Soaps originated thousands of years ago. Roman legend has it that the first use of soap was found as a result of animal sacrifice. Animal fat and ash accumulated at ceremonial altars were washed into rivers by rain, where women were washing clothes, and they found that it made their clothes cleaner! Consequently, they started using “soap” in their baths as well. Today, soap is an umbrella term we use to describe substances that are used for cleaning.
However, in chemical terms, soap is made by a process called saponification, which is when a compound of natural oils or fats is treated with a strong alkaline solution like lye, soluble sodium or potassium hydroxide.
So how does soap clean? It emulsifies oil and water. A soap molecule has a head and a tail. The head is hydrophilic (water-loving) and the tail is lipophilic (oil-loving). So the tail sticks to surface oil and the head to water. When you wash your face/body, soap molecules will break free from the skin along with the oil (and dirt that comes with it), as you rinse it away with water.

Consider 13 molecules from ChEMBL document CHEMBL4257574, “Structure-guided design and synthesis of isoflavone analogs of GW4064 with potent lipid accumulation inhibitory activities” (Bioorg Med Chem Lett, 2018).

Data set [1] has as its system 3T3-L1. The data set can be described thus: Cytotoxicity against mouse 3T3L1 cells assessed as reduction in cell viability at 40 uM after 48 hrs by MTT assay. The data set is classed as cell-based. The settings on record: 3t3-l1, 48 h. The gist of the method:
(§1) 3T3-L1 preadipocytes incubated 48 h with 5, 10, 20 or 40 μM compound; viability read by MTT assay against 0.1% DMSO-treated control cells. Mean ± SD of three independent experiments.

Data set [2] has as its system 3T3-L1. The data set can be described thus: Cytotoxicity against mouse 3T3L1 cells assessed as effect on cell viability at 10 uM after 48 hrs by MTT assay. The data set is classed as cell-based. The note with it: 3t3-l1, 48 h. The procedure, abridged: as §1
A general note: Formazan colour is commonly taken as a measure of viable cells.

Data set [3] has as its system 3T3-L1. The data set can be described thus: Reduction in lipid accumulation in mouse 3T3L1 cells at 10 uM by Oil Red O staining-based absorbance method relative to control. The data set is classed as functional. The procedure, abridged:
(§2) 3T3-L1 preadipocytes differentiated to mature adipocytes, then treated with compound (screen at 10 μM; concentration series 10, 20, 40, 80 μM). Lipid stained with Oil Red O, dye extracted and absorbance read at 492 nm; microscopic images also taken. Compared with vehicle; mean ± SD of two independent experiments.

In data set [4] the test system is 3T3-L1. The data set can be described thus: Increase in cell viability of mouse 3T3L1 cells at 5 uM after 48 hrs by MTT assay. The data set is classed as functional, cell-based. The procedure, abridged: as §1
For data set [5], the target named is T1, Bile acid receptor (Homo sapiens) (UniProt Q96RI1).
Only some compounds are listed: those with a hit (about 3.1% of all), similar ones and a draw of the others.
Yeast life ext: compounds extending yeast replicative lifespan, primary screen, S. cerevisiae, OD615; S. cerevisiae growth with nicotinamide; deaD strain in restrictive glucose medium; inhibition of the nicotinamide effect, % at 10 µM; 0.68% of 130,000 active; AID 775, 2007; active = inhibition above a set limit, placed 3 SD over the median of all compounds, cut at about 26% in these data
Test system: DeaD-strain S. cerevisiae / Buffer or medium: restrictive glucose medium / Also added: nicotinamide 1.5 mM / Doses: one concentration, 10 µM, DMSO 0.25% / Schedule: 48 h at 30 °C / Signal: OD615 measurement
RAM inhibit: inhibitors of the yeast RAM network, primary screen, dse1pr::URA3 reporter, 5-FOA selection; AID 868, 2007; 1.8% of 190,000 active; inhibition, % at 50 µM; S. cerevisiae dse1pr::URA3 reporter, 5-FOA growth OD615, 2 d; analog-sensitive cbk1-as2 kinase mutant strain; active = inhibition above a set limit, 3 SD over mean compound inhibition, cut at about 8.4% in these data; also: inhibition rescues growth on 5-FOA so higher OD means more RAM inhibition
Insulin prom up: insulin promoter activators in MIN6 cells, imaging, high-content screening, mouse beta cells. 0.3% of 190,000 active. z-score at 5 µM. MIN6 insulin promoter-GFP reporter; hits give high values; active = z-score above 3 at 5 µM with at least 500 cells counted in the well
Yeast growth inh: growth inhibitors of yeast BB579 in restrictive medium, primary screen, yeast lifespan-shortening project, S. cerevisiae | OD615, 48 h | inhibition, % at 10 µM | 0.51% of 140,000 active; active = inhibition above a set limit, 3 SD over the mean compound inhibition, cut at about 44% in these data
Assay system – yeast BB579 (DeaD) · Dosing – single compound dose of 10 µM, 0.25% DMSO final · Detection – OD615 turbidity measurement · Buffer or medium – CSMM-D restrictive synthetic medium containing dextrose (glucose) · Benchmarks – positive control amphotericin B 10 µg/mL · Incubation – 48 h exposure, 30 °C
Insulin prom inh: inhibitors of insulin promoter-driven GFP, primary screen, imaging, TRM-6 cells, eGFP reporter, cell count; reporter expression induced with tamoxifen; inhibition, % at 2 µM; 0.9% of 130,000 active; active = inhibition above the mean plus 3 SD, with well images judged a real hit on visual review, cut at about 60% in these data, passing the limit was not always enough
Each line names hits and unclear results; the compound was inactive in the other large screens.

Soap does its job too well at removing dirt and oils from our skin, it can remove too much of your skin’s natural oils and moisturizers and become a backlash on people who has sensitive skin or prone to dry skin. Plus, Soap is also very much an alkaline, ranging from pH 8-12, (if you’ve read our pH5.5 post you’ll already know this!) thus it disrupts the performance of your acid mantle, skin’s natural protective barrier.
To avoid soap, we can instead use other surfactants with lower pH values like Sodium Laureth Sulfate (SLES) which does the same job but is milder to your skin. SLES can be sourced from petroleum or naturally from coconut/palm oils. So why not choose plant-based ingredients that are safer for us!